This article covers the benefits of keeping a personal project diary. Keep reading it to find out more.
Table of Contents
Why You Should Keep A Personal Project Diary
Learn by Example
Learn by Experience
Project management delivery is based on applying the tools and techniques learned from formal training, experiences, and from self-paced education. All training requires notes and studying to learn. Each day is an opportunity to grow as a project manager, and there are actions we can take to improve learning.
We know a project is temporary and unique with a fixed beginning and fixed end. Every project has unique people and places. Even projects executed in the same organization will be unique and can provide growth opportunities. I have found capturing my personal performance in a diary helps identify my success and my opportunities. Recording what is working and opportunities for improvement provides a map for formal or self-education. We are not talking about the action item lists.
Accordingly, recording lessons learned at the end of the project puts too much gap in time and perspective from the events. Specifically, we able to adequately and accurately record the “truth” from this distance. We submit that answer is an emphatic no. In this way, a diary can help in many ways, though lessons learned for the project team is not the reason for keeping a diary.
1. Education needs
2. Updating a resume
3. Refresher for preparing for an interview
4. Comparing current situations to previous
5. Identifying other personal and professional growth opportunities
6. Improve your writing skills
7. Base of written material from which other things can be built – maybe.
It is important to capture emotions, events, and responses as soon as one can to avoid using recollection and cloudy memories. Studies have shown that within the first 24 hours of an event, we forget up to 70% and within the next 24 hours, another 20% is forgotten.1 Our suggestion to improve clear recall, take up to 15 minutes at the end of the business day, before leaving for home, to capture what you deem critical. In addition, there is information confirming the process of writing things down improves memory retention.2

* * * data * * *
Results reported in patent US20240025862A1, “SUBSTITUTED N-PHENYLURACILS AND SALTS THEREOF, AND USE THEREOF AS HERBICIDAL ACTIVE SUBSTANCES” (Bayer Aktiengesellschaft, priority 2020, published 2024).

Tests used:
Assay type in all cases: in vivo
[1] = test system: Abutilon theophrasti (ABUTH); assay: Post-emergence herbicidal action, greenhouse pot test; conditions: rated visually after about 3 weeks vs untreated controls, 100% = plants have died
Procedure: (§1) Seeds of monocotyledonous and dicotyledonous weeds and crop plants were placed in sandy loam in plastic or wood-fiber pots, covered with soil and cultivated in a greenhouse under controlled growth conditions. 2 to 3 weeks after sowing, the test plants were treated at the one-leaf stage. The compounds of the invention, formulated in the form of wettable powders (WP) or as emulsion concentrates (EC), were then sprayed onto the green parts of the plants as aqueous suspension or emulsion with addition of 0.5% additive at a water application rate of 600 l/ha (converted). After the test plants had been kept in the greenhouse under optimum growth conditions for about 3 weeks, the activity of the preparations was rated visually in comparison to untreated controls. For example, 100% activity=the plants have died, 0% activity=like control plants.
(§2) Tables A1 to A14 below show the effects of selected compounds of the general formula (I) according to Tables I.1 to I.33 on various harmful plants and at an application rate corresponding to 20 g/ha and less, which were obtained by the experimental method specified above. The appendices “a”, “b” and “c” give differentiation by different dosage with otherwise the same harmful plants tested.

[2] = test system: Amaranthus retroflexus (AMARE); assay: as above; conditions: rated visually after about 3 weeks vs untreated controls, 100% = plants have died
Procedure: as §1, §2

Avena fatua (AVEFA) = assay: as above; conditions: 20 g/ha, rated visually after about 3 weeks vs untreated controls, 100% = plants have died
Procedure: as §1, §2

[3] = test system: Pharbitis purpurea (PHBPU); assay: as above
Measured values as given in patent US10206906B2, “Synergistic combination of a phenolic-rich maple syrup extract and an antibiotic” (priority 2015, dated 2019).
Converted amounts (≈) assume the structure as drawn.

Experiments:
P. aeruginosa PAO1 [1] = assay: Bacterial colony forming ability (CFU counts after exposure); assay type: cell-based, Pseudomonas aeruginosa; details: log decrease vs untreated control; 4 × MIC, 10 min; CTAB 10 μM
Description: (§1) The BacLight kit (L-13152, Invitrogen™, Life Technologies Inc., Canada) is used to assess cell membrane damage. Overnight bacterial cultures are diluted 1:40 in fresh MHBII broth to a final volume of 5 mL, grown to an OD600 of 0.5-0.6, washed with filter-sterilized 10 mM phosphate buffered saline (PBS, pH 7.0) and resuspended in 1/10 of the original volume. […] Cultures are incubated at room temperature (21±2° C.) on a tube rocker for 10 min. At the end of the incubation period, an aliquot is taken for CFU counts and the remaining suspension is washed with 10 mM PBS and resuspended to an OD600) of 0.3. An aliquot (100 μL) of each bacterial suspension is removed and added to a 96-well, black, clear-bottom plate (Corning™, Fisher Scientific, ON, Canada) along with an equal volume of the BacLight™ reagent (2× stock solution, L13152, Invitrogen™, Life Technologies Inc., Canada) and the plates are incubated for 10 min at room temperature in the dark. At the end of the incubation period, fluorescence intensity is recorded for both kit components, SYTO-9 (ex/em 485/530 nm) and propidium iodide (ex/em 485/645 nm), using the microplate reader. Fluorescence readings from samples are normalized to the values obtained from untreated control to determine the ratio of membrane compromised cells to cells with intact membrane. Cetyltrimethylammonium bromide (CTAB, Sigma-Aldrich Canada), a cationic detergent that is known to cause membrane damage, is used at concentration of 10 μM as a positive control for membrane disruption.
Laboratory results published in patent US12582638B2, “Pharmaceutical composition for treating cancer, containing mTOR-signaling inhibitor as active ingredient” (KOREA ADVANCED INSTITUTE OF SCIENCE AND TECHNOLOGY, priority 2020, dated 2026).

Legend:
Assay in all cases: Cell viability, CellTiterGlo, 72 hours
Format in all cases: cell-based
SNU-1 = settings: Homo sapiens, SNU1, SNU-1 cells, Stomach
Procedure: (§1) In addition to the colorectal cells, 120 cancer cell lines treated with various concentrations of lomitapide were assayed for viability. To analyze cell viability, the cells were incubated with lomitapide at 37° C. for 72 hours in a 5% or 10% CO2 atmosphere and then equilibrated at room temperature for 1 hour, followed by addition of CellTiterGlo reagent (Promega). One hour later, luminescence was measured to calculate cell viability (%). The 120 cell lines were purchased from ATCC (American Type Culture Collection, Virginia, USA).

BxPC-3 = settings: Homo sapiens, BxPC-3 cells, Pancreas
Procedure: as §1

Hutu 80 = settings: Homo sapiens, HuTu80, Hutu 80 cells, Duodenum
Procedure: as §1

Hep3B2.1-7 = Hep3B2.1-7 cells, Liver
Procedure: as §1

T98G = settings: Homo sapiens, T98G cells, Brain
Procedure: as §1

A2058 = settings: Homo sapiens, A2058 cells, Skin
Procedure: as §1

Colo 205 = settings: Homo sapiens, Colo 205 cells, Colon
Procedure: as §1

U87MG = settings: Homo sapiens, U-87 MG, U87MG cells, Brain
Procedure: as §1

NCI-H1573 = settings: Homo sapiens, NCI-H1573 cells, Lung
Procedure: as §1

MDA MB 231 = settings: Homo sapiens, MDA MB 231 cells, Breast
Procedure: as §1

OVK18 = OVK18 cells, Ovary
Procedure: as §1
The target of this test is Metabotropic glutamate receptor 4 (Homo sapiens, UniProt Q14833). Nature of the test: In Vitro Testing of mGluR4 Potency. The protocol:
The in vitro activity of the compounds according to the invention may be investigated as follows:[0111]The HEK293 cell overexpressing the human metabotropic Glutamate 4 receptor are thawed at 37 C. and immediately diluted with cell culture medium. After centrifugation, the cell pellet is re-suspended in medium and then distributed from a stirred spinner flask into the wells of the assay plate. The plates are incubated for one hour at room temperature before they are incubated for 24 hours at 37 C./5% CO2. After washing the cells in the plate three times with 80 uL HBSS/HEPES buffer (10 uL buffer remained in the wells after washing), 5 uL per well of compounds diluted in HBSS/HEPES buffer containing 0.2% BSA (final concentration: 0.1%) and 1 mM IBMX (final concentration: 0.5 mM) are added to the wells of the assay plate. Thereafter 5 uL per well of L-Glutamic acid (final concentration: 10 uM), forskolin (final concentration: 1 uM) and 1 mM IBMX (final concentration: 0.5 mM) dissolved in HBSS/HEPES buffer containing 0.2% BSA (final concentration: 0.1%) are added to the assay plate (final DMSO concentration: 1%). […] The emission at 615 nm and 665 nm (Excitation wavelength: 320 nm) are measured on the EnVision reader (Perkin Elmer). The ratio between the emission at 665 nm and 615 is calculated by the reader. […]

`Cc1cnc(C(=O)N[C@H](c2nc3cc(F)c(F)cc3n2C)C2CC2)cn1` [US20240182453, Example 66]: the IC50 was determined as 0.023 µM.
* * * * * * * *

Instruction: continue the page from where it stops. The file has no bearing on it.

Record daily actions, personal lessons learned, opportunities, and risks that you encounter, new ideas, questions, and thoughts concerning the current project and your execution. As a construction manager, walking the construction site and in and out of meetings, I started carrying a pocket-size notebook to document items I had to follow up on and also items for my personal diary.
This diary is a personal and private project focused document. Yelling, cursing, strong feelings – positive and negative, actions are taken can be recorded here. This is the ultimate safe zone and venting in this way is likely one of the better outlets, recorded without fear others will read it. Note: I yell at myself by using all caps and exclamation marks.
Use this diary to record areas where you excel as well as areas where you need improvement. This will help you in your personal development identifying those things upon which you need to work, and things upon which you can capitalize. In either case, as you are recording the event some ideas for improvement may come to mind. These ideas should be captured as well. Reviewing these ideas will encourage you to develop action steps. Record those action steps. Develop a plan to implement those steps.
Some studies recommend handwriting over word processors for the journal and diary entries. In fact, these exercises might improve your handwriting, however, there are studies that show an additional benefit that handwriting connects and engages the brain better. With all the apps available for handwriting on screens, it really comes down to paper or electronic storage. I do a variation. Most times I use electronic means and print it out.